“The Local Plan will need a review because a large increase in brownfield ‘housing led’ development will reduce the need for building on our precious green belt.”

A spokesperson for the Guildford Society said: “We believe the council should consider refreshing its evidence base that supports the planning to support the correct decision making for both these sites.

“The council should be considering North Street together with Bedford Wharf as a whole.”

M&G Real Estates was not available for comment.

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Responses to North Street Plans Change To ‘Primarily Residential’ Due To Retail Problems

  1. Harry Elson Reply

    January 17, 2019 at 5:12 am

    Look no further than the Tunsgate Quarter development. It reminds me of all the mistakes made in the 60s a complete disaster. A busy centre turned into a mausoleum. There must be better ways to develop spaces within our historic town. Please don’t keep blaming online shopping, think outside the box, we need real invigorating ideas.

  2. Valerie Thompson Reply

    January 17, 2019 at 9:23 am

    At last GBC is showing a bit of sense.

    The Upper High Street is scattered with empty shops while larger units, such as Mothercare, are blighting the main shopping areas. Now GBC needs to get on quickly with planning for the low-cost, low-rise flats many people have been suggesting for some time, on the empty and ugly bare spaces around Guildford, and the re-development of most of North Street, with its patchwork of poor design.

    This is the best opportunity GBC has to garner a little respect after their disastrous propositions in the Local Plan.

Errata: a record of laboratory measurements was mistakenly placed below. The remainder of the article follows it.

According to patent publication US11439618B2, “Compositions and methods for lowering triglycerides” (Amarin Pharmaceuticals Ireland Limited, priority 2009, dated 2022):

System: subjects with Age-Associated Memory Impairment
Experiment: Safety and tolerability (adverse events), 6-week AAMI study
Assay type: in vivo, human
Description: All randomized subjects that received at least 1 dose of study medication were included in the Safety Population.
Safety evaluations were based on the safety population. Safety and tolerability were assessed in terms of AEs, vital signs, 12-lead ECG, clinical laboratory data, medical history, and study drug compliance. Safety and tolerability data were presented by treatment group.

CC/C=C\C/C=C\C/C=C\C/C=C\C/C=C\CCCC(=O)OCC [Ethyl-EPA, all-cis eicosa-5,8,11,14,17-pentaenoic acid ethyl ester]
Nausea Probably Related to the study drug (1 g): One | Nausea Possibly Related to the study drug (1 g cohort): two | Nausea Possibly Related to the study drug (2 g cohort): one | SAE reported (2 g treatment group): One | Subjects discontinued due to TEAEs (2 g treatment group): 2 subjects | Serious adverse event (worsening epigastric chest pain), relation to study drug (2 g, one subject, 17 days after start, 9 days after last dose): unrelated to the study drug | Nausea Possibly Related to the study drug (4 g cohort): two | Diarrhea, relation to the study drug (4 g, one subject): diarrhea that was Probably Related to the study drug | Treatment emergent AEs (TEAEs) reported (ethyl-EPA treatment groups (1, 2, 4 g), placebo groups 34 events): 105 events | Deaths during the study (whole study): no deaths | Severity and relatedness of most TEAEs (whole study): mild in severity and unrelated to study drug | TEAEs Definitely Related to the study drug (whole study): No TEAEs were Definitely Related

Perhaps they will now look again at their determination to ruin the surrounding villages by development on the green belt and produce a proper urban plan for Guildford’s town centre.

    And while they are about it, why not demolish the disgusting, rusting bus station and relocate it on the other side of the river, where it used to be, and which is now just an open-air car-park. It would then be better placed for access to the High Street and also the station.

  3. Matthew Smith Reply

    January 17, 2019 at 1:19 pm

    This is an amazing opportunity to significantly increase the number of purpose-built residential properties in the town centre. This is what local people want and, in turn, would cut down on traffic congestion and bring the centre of Guildford to life.

    We can accommodate extra cultural facilities and local independent shops in the existing buildings that are either vacant or will be soon as more and more shopping moves online. We need to be realistic about that and think radically about the future, rather than hoping to go back to the past.

    The alternative is that in the future current shops, even in the High Street, will be converted to lower quality residential usage, and the town centre becomes a disorganised hotchpotch.

  4. John Perkins Reply

    January 19, 2019 at 12:03 pm

    North Street would be an ideal place to develop the sort of mix that’s common elsewhere, with small retail units at ground level and a few stories of apartments above. Even in this online age, such a place could be vibrant and successful; after all, you can’t buy coffee and a conversation from Amazon.

    Cllr Spooner says the council “have also looked again at the retail market” and describes them as sensible. Some might think their recent conversion to this well-tried and rather obvious idea has much to do with the announcement by the Chancellor last year that town high streets should become more residential.